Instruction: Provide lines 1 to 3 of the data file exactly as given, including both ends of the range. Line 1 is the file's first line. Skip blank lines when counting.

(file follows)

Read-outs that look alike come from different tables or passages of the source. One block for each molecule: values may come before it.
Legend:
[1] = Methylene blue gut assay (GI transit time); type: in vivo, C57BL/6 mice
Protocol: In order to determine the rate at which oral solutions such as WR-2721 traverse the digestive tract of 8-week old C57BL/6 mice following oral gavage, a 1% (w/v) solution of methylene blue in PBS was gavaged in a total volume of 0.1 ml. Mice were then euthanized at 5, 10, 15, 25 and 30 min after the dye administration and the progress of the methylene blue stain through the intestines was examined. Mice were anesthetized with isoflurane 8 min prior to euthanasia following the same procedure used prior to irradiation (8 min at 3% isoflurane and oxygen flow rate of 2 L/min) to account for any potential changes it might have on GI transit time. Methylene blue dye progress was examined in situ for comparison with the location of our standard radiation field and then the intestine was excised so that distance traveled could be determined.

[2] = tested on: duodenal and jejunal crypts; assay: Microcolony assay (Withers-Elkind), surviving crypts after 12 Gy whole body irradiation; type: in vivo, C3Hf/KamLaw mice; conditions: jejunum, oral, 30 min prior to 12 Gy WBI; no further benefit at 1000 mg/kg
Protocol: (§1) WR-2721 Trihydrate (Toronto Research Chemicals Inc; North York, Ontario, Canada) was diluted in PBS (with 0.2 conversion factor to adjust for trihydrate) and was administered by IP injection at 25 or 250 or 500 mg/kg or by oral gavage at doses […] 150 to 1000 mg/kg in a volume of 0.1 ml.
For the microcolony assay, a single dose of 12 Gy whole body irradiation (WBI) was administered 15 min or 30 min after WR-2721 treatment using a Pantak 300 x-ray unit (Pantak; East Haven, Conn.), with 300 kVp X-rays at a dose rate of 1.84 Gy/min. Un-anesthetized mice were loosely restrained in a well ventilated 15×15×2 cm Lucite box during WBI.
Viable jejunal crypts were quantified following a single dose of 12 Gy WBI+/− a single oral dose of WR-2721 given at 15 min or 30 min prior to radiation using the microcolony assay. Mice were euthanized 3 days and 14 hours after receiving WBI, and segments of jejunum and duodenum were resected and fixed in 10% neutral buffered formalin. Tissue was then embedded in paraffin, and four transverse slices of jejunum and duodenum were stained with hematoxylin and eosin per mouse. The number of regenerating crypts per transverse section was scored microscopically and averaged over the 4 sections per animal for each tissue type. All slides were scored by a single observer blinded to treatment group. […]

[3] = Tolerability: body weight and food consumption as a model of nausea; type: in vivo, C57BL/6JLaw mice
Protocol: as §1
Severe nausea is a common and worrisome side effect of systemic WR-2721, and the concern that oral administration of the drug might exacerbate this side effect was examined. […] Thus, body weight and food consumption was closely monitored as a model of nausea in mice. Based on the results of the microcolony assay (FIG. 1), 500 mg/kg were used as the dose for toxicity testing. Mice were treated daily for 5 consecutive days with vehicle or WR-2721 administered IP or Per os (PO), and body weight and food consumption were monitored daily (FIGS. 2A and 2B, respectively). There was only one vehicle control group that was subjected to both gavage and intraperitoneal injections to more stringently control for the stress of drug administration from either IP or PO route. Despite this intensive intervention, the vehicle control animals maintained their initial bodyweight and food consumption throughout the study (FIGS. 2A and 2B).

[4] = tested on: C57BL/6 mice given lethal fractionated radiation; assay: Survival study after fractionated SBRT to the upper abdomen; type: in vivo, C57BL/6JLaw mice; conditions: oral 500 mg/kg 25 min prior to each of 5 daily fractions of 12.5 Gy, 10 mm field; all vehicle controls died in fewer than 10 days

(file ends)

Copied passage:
Read-outs that look alike come from different tables or passages of the source. One block for each molecule: values may come before it.
Legend:
[1] = Methylene blue gut assay (GI transit time); type: in vivo, C57BL/6 mice